I just finished reading “Defying Gravity: The Making of Newton“. It was very good.

Right now I am reading “Skunk Works: A Personal Memoir of My Years at Lockheed“, which is orgasmically [spellchecker suggested “orgasmic ally” heh heh] good.

I really want to buy one of those highlighter scanners made by C-Pen so that I can keep notes for my livejournal as I read.

C-Pen’s slogan is “Stroke of Genius”. Beavis and Butthead would have a field day with them :)

Brooklyn College Library

Visited Brooklyn College yesterday to take a look at the newly reopened library.

Well, they’ve spent countless millions, and now the insides look like a typical yuppie apartment. Various designer chairs (mostly Aerons and some other expensive looking wooden ones) , desks. The circulation desk looks like a reception desk in a Fortune 100 company. Tons of tables with ethernet hookups. Some crappy Dells with 15 inch flat panel monitors running Win XP are available in “labs”. Lots of air conditioning ducts and eyes-in-the-sky.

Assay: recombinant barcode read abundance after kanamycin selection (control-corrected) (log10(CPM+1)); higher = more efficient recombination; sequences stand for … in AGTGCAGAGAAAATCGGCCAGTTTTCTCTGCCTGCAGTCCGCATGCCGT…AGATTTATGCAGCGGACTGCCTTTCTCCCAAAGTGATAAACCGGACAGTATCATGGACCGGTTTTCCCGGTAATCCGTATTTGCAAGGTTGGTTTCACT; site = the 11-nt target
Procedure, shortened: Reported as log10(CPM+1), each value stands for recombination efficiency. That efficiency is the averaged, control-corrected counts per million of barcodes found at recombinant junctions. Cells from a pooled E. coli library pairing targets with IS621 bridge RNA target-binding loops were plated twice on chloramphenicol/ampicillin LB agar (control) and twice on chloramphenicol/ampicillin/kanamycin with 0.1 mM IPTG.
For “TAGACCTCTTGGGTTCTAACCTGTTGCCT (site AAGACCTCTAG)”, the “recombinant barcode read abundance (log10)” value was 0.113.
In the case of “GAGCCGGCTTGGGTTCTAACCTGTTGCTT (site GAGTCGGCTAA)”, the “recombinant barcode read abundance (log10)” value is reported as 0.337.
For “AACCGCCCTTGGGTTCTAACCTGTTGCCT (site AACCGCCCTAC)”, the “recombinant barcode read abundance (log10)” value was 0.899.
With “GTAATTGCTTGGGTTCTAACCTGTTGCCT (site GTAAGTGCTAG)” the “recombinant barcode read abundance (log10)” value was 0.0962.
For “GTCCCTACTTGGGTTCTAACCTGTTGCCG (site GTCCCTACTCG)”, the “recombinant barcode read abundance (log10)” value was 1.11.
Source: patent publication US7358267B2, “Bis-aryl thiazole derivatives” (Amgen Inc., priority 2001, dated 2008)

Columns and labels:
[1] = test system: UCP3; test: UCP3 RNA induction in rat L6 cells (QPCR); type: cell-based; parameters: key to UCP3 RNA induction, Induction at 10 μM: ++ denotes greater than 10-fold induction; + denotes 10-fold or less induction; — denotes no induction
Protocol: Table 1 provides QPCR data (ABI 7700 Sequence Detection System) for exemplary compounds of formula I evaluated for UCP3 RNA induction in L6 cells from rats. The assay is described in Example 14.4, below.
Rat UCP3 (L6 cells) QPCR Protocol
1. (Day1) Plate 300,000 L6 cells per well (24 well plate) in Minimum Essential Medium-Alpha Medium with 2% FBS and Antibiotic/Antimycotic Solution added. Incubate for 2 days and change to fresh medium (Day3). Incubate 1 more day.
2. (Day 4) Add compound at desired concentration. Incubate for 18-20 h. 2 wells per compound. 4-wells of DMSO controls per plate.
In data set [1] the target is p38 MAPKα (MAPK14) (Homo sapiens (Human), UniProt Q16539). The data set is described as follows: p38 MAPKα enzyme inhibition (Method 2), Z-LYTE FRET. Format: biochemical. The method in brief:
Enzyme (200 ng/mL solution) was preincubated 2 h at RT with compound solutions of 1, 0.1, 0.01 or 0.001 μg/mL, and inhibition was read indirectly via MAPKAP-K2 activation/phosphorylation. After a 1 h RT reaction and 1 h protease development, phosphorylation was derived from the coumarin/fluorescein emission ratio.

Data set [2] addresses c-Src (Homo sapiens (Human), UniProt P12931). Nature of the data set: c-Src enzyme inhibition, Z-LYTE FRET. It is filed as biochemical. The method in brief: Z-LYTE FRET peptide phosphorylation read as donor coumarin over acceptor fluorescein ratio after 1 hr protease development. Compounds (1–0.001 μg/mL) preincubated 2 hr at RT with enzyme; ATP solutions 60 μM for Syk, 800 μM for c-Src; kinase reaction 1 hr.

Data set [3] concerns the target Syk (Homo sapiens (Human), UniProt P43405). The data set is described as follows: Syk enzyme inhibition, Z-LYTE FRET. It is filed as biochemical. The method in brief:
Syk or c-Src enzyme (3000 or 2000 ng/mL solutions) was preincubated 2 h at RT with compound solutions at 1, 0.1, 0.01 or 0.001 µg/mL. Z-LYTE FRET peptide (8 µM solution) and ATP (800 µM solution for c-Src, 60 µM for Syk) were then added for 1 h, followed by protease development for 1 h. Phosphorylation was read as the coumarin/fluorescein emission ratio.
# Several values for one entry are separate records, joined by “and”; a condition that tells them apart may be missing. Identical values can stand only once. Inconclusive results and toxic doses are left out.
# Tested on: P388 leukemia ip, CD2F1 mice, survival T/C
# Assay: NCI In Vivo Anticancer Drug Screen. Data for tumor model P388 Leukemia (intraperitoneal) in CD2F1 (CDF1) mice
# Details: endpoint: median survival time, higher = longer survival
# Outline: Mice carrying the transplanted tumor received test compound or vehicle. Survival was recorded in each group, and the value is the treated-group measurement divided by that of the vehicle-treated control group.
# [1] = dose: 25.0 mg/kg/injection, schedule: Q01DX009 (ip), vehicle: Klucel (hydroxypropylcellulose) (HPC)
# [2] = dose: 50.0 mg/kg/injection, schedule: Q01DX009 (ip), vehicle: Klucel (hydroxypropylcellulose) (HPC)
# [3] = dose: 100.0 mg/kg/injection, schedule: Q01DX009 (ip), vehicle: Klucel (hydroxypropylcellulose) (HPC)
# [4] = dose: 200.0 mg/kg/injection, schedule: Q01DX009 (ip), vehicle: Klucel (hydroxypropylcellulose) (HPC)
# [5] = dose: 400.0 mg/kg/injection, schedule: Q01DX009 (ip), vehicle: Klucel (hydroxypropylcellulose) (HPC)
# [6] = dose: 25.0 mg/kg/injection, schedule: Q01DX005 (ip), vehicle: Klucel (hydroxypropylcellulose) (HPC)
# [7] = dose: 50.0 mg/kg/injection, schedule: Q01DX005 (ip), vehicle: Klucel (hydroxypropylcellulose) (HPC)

Could not find any of the books that I wanted in the horrible mainframe search app (you telnet into it from the workstations). I was looking for some Lee Friedlander photography books , “The Legend of Amdahl”, some real estate books, some books about NYPD. Nada. Oh well, there is abebooks.com and amazon.com. And I have Aerons and fast network connection at home.

I thing that royally pisses me of is that they are using crappy bright fluorescent lamps. I hate those. At work I unhooked one that is right above my cube because it was driving me nuts. Yeah, spend millions on chairs and desks and install lamps that give everyone headaches.

The La Guardia reading room is gorgeous. There were some very nice black and white photos on the walls, a mildly interesting exposition of historical documents and photographs.

If I actually found any good books and did not get a headache from the lamps it would have been a great experience.